I have worked on the reservations involved and have worked at an elementary school near the stadium in Glendale. This dispute is about greed. I believe that the casino would be a positive source of jobs for the west valley and would benefit the Tohono O'odham. I had the privilege to attend a Thanksgiving lunch at a school on the Salt River Reservation a few years ago when a tribal leader offered a prayer before the meal. I was humbled by the words he spoke and it was clear that he held deeper respect for this land and for Arizona than the rest of us whose families might have been here only 100 years.
To the tribe: Look to your traditions to settle your dispute. Learn to share; you will all benefit. There is plenty. Do not be too quick to adopt attorneys to settle disputes among yourselves. Use attorneys for disputes with others. Be very careful of the White men that you are dealing with here. They have their own interests at heart.
To those in Glendale who are offended by the casino: Get over it! These people are more honest in their dealings with others than you are. Until your families have lived in this valley for 500 or more years you should be considered their guests. These people were here before the Spanish and lived here long before this was part of Mexico or the United States. Stop this nonsense; you should be ashamed of your actions. There is much you could learn from the Tohono O'odham that would enrich your lives if you spend time with these people.
What the other tribes are saying is the same things the Republicans are saying: We got ours screw the rest of your indians friends. Once opposing tribes start pumping money into the politicians campaigns and the cities coffers that are opposed to letting the Tohono O'odham open their casino, it's pretty plain, the other tribes don't want their Brothers to reap the rewards of having a casino of their own. It basically called Greed. Yes, the O'odham casino will take a bite out of the other casino's profits. I see buses loading up in Sun City heading for the long trip to the other casino's. But I feel the Tohono O'odham tribes should still have the right that the other tribes have to make a profit and help their people. What's fair to one tribe, should be fair for all. Yes, the Indians are still at war with their Brothers and now it's all about the Almighty Dollar, and Yes, they've dropped their bows, arrows and lances; and now the lawyers and politicians are reaping their rewards by fighting for the money; I'll bet they hope the situation goes on forever. I support the Tohono O'odham tribe in their quest for equal Casino representation.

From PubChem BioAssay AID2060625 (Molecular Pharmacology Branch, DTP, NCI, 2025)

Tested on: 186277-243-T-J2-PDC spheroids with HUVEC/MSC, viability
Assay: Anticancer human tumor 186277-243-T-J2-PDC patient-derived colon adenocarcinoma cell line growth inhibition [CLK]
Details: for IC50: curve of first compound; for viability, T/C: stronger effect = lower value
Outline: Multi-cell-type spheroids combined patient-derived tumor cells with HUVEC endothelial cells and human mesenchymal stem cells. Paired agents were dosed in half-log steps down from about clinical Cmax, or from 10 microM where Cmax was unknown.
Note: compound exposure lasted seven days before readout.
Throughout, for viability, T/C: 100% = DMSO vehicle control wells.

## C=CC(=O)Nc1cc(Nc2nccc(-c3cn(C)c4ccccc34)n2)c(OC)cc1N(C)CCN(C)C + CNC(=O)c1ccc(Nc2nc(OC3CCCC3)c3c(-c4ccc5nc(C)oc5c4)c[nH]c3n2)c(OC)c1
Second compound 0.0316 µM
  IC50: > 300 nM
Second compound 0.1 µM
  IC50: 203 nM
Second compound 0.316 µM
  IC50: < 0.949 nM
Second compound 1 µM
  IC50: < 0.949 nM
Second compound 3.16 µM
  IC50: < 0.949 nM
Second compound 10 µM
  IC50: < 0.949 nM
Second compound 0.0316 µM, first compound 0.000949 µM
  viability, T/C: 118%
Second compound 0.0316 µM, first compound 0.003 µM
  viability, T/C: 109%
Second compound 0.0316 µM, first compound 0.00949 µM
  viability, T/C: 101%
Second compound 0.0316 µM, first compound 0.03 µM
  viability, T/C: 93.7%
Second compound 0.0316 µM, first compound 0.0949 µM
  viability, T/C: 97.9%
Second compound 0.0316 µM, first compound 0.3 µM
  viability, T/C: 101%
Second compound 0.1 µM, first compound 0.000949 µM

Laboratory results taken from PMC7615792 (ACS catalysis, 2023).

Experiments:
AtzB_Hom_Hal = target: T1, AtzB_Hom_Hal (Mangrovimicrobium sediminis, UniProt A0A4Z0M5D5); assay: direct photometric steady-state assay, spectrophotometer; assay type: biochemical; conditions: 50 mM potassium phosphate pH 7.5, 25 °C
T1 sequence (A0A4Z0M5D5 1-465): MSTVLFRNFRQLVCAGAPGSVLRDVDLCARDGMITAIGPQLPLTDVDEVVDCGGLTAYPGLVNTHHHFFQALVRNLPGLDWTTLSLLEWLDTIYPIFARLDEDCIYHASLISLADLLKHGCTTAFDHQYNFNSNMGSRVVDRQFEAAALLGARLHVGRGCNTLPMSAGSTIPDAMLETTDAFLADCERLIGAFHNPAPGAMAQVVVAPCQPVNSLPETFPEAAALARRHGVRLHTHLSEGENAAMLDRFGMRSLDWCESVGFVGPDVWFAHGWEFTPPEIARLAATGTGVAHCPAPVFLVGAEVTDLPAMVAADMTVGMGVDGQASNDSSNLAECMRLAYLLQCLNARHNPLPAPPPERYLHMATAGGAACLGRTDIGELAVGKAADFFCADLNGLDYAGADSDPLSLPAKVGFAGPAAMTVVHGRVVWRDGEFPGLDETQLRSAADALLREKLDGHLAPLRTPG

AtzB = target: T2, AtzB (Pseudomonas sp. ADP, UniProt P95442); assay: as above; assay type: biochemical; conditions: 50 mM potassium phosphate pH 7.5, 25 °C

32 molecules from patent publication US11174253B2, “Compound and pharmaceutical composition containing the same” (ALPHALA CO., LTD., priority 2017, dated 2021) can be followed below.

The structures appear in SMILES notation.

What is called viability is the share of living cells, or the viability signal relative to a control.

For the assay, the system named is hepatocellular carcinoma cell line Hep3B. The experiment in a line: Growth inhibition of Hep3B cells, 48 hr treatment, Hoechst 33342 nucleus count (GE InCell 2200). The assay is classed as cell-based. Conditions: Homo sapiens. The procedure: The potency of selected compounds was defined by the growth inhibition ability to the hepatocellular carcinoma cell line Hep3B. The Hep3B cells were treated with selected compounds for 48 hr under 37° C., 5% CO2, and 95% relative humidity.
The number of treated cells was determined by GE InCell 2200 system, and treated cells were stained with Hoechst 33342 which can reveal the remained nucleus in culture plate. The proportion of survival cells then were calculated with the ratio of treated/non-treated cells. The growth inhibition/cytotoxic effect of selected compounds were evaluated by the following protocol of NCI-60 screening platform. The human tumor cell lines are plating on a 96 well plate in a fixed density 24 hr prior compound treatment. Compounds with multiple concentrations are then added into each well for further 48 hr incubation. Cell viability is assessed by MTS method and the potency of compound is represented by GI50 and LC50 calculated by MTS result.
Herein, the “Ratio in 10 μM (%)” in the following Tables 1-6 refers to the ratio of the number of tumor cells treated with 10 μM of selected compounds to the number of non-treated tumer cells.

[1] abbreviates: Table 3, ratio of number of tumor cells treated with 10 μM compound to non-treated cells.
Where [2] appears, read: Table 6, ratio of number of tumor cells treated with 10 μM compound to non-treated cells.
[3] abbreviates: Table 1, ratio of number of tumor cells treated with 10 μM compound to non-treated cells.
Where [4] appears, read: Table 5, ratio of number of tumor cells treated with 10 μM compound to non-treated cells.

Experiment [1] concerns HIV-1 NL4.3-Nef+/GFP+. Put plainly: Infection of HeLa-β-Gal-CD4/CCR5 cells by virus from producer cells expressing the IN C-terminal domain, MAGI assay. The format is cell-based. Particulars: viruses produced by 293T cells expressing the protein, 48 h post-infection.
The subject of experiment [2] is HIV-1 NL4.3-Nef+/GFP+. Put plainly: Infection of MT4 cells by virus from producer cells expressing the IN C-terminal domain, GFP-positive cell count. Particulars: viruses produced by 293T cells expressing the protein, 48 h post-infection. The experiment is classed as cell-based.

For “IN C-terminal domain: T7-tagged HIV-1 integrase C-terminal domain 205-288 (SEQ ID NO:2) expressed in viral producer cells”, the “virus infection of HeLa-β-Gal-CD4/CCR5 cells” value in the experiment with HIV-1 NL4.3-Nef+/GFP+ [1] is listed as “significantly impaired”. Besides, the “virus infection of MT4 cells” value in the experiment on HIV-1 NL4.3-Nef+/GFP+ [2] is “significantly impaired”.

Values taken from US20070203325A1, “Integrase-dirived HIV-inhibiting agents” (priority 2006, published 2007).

This is just a issue that should be done by the indians and not by this rag this a newspaper thats just yellow news paper every thing the sheriff found was all correct . and just because you fond a cropt judge and had the board of supervisor that you paid off you got off but leave the Indians alone and Frank Trent is as bad as flake and just as money hungry just leave them alone.
What?!? The TOs broke their promise to the white eye to not build a casino in the Phoenix area? I'm shocked, shocked, I say, since the WEs would never break a promise to them. LOL
It would be interesting to know just what is Trent Franks' angle in the ongoing controversy about a new casino in Glendale. It is very hard to imagine that he is concerned with the well-being of area residents, much less the plight of the T.O. Nation. Is his involvement all about paybacks from the Gila River Indian Community? That wouldn't surprise me at all.
Get off the booze and drugs, and try hard to focus! Orherwise, shut the fuck up. You embarrass yourself...
Trent's angle is $$$$ as in the thousands of dollars poured into his campaign coffers by the Gila River community.
Trent likes to talk about free enterprise but when push comes to shove, he'll go with the money every time.
@eric.nelson745 a congressman worried about the well-being of area residents?!?!? HAHAHAHHAHHHAHAHAHAHAHAH!!!!